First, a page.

28. The objective lens alignment control method for an scanning electron microscope of claim 27, wherein the step of processing histogram comprises the step of processing the first and second binarized images in both X- and Y-axis directions to obtain a first X-axis direction histogram and a first Y-axis direction histogram on the basis of the first binarized image and a second X-axis direction histogram and a second Y-axis direction histogram on the basis of the second binarized image; and the step of detecting coordinates comprises the step of detecting a first X-axis direction coordinate value and a first Y-axis direction coordinate value at which the first X- and Y-axis direction histograms are maximum in frequency, respectively, and a second X-axis direction coordinate value and a second Y-axis direction coordinate value at which the second X- and Y-axis direction histograms are maximum in frequency, respectively.
29. The objective lens alignment control method for an scanning electron microscope of claim 27, wherein the step of setting the objective lens comprises the step of setting the two objective lens conditions by changing focus condition of the objective lens to in-focus and out-of-focus condition.
30. The objective lens alignment control method for an scanning electron microscope of claim 28, wherein the step of setting the objective lens comprises the step of setting the two objective lens conditions by changing focus condition of the objective lens to in-focus and out-of-focus condition.
31. The objective lens alignment control method for an scanning electron microscope of claim 29, wherein the step of controlling exciting current comprises the step of controlling exciting current for the objective lens alignment coil so that the distance between the two coordinates is shorter than a distance expressed by a predetermined pixel number.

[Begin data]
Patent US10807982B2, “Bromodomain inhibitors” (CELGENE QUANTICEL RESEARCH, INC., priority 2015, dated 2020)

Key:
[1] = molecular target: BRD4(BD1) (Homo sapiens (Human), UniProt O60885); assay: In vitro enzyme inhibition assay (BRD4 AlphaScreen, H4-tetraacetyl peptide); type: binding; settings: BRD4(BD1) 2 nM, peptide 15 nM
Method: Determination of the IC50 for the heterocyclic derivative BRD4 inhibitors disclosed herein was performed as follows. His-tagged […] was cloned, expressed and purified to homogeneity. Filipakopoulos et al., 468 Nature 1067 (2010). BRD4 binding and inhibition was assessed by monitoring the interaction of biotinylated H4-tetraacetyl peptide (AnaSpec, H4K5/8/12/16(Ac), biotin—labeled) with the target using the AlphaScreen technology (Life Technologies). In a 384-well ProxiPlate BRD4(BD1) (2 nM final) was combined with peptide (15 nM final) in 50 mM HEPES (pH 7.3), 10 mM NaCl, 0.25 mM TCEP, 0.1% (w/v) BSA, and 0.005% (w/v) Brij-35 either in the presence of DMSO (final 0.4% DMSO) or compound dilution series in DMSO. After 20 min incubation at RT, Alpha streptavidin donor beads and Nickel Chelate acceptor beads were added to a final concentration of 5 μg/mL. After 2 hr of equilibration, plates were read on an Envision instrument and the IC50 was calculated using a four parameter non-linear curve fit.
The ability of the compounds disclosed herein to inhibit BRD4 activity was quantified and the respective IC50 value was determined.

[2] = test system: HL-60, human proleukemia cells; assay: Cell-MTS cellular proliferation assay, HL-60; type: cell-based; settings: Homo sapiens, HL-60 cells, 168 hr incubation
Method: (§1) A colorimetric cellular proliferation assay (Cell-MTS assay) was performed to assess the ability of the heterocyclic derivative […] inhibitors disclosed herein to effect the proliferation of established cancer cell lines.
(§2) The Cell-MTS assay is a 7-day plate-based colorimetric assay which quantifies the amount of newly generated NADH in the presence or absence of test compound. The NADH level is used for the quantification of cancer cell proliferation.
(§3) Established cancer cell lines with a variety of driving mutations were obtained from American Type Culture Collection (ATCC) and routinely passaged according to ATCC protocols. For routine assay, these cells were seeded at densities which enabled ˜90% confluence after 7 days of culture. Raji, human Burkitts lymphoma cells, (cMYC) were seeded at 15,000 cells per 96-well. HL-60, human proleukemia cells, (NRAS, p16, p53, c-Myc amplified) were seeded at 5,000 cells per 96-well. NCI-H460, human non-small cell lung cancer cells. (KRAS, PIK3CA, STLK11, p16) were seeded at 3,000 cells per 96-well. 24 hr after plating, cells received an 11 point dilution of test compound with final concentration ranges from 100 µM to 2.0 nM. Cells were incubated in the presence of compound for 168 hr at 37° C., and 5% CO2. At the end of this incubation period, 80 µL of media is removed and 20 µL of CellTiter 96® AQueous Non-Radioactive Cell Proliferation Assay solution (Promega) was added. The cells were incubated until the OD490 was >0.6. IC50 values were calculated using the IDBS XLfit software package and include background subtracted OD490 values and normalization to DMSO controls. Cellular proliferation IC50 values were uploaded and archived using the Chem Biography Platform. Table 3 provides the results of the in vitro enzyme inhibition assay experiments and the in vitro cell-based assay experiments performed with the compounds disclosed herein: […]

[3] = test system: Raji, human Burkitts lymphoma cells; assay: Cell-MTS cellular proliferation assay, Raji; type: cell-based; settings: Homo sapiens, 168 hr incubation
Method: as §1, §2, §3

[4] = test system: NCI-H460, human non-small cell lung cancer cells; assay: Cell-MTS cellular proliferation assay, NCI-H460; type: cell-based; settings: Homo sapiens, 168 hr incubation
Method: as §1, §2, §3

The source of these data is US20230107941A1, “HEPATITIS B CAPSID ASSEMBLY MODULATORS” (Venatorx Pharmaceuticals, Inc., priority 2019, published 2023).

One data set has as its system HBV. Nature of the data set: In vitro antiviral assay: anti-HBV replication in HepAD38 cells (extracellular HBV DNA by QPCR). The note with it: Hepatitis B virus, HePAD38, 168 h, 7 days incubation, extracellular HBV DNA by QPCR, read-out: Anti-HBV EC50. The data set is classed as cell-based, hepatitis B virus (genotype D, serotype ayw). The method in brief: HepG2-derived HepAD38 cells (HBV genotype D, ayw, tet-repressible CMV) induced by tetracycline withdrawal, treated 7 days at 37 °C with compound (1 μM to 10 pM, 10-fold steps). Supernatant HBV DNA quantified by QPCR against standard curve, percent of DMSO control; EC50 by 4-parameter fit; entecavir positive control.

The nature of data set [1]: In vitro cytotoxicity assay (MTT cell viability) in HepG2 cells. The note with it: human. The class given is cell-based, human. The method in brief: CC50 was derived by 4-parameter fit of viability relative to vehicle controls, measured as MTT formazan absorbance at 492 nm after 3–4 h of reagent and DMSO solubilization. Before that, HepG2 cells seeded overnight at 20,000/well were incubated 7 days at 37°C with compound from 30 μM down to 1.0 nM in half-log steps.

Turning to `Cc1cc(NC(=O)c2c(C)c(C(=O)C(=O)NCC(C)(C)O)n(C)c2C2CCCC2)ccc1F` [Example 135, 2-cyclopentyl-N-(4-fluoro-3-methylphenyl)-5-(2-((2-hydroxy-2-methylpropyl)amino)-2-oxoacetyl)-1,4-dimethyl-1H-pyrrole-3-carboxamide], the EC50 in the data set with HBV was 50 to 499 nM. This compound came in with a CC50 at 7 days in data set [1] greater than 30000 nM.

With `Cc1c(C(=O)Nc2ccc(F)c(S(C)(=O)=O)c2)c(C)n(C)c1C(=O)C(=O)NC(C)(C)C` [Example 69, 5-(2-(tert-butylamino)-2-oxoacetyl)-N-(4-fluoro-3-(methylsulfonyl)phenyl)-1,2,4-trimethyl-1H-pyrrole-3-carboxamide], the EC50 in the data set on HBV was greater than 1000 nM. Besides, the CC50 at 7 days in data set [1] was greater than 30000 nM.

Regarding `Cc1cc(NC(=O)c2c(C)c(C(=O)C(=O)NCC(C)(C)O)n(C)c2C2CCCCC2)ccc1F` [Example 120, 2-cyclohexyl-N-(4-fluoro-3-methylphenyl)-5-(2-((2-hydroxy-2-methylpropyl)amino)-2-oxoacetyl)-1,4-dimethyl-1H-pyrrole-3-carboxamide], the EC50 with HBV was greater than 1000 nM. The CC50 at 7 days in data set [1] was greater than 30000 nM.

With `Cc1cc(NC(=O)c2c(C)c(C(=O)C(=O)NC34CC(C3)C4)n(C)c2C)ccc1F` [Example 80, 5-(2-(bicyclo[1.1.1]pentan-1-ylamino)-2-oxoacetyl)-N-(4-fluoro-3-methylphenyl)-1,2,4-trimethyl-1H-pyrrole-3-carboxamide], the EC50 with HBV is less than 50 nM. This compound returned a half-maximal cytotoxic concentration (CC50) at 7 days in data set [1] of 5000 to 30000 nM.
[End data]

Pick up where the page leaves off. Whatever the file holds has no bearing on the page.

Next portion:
32. The objective lens alignment control method for an scanning electron microscope of claim 31, which further comprises the step of setting operation mode to a secondary electron image mode prior to control operation.
Description
FIELD OF THE INVENTION

The present invention relates to an apparatus and method of aligning an electron beam of an scanning electron microscope, and more specifically to an alignment apparatus and method for an electron beam such as gun alignment and lens alignment of an electron optical system of an scanning electron microscope.

BACKGROUND OF THE INVENTION

In general, a table look-up method is well known as a method of automatically setting a beam alignment of an electron optical system (referred to as EOS, hereinafter) of an scanning electron microscope. In this method, optimum parameter values of the EOS are previously registered for each constant acceleration voltage, and the EOS parameters corresponding to an acceleration voltage to be set are calculated and interpolated on the basis of the registered data. In addition, an alignment method using a Faraday cup is adopted as an automatic control method. In this method, the irradiation current is read by use of a Faraday cup, and an exciting current for controlling an alignment coil is determined under closed loop control so that the irradiation current value can be maximized. In this case, an initial excitation current passed through the alignment coil is determined by interpolating the values obtained in accordance with a table look-up method.